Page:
[Update a few minutes later]
Over at Space Politics, DBN points out the real failure of the administration on space policy:
I’m no fan of the NASA workforce, but if you’re right and Tip O’Neill’s maxim that “all politics is local” is what’s driving the repeated failures of the Administration’s civil space initiatives, then the Administration is to blame for never making the local argument about how their initiatives would maintain NASA employment by shifting workers from Program A to Programs X, Y, and Z. We never saw that kind of argument, commitment, or the workforce numbers to back it up when the Administration rolled out its Constellation replacement programs, and we never saw it earlier this year when ARM was proposed.
I don’t lay this failure at Garver’s doorstep because we don’t know who did what in the Administration and White House before these initiatives were rolled out. That decision process is embargoed, and for all we know, Garver was pounding her fists for a sane workforce transition plan instead of the vacuum that ensued. And maybe the hyperpartisan environment on the Hill would have rendered even Tip O’Neill’s maxim useless. But the fact that the Administration never got to square one on the politics 101 topic of workforce redistribution is not Congress’s fault. As venal and stupid as Congress is, at some level their rejection of the Administration’s civil space initiatives is just them doing their job under the Constitution and protecting their constituents’ local interests. In the absence of any workforce argument, commitment, or plan from the Administration, it’s hard to see how the key members in Congress could have reacted differently. Even a workforce commitment and detailed plan might not have been enough to get the Administration’s civil space initiatives off the ground, but the Administration also didn’t even bother to try.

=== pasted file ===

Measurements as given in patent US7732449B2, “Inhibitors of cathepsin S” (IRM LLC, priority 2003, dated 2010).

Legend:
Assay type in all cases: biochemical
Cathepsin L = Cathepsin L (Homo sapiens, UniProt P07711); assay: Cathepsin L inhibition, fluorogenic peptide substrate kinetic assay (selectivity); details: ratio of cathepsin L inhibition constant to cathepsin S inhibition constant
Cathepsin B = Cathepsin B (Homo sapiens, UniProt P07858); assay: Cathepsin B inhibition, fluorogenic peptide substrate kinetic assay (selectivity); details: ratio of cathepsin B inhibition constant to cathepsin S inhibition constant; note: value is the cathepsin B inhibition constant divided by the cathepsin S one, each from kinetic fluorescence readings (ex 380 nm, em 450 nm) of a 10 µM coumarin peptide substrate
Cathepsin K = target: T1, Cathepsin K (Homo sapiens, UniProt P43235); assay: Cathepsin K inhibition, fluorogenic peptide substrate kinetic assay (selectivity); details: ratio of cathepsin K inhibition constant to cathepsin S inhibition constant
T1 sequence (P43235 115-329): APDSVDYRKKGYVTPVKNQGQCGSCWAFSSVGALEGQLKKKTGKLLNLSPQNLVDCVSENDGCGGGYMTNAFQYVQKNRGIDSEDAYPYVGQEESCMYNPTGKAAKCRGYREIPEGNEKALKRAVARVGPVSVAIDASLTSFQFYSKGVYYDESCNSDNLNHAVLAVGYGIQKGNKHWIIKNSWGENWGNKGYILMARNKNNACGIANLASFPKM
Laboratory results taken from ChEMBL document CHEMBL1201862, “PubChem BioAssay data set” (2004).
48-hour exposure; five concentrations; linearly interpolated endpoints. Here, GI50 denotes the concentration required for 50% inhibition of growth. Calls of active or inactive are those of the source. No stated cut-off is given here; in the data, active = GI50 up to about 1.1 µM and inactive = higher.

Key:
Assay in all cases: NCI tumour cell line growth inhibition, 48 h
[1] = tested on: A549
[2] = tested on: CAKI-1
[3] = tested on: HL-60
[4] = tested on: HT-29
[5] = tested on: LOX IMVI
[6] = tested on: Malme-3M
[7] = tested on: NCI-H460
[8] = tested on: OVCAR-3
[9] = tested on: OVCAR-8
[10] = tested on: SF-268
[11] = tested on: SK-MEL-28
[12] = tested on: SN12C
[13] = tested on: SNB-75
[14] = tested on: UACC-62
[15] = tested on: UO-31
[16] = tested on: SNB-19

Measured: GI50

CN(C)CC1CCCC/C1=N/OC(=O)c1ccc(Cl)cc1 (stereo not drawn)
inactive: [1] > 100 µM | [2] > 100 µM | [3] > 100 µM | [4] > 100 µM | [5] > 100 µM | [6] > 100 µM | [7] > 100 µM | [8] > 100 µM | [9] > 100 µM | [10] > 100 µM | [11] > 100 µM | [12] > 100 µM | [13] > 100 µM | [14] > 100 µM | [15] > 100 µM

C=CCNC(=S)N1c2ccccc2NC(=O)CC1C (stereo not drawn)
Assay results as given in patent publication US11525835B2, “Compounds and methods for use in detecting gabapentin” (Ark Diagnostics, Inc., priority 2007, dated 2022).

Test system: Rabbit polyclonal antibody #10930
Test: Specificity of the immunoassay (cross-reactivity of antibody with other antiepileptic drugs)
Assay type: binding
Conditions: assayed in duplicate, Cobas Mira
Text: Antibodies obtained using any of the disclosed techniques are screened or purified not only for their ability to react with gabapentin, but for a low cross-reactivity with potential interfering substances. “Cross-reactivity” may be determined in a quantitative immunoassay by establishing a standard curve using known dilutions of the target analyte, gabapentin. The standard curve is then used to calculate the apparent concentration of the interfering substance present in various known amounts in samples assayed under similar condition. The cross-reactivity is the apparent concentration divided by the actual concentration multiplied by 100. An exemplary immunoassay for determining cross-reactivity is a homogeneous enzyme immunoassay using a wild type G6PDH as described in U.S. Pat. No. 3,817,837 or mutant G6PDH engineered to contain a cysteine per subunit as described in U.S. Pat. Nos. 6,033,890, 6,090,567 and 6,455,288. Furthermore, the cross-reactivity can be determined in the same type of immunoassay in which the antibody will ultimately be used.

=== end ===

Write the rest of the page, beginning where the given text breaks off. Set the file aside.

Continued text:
That’s because space policy wasn’t important to them. That was good, in terms of their willingness to leave it more to the commercial sector, but bad in that they made no effort to implement their good policy on the Hill. Of course, they’ve been pretty incompetent at dealing with Congress in general.